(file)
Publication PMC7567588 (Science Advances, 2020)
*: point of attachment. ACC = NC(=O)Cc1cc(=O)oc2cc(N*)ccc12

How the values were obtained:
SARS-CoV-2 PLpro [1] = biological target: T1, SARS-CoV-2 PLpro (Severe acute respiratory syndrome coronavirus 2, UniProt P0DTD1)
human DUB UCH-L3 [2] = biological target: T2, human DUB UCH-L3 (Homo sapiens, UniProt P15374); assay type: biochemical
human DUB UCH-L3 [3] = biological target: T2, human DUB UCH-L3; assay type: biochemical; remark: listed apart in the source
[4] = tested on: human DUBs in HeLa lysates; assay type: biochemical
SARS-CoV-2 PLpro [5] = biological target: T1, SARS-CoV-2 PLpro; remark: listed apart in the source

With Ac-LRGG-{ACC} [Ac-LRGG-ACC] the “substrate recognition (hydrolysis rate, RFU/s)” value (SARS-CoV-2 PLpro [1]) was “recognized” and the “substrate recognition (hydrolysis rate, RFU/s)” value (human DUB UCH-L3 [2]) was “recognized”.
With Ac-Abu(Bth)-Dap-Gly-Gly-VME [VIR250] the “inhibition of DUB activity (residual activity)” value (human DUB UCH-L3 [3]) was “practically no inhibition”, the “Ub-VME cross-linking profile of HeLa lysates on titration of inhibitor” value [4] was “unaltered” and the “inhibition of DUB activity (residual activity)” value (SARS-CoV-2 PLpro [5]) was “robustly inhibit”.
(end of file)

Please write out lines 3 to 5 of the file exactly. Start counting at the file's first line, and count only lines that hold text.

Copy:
How the values were obtained:
SARS-CoV-2 PLpro [1] = biological target: T1, SARS-CoV-2 PLpro (Severe acute respiratory syndrome coronavirus 2, UniProt P0DTD1)
human DUB UCH-L3 [2] = biological target: T2, human DUB UCH-L3 (Homo sapiens, UniProt P15374); assay type: biochemical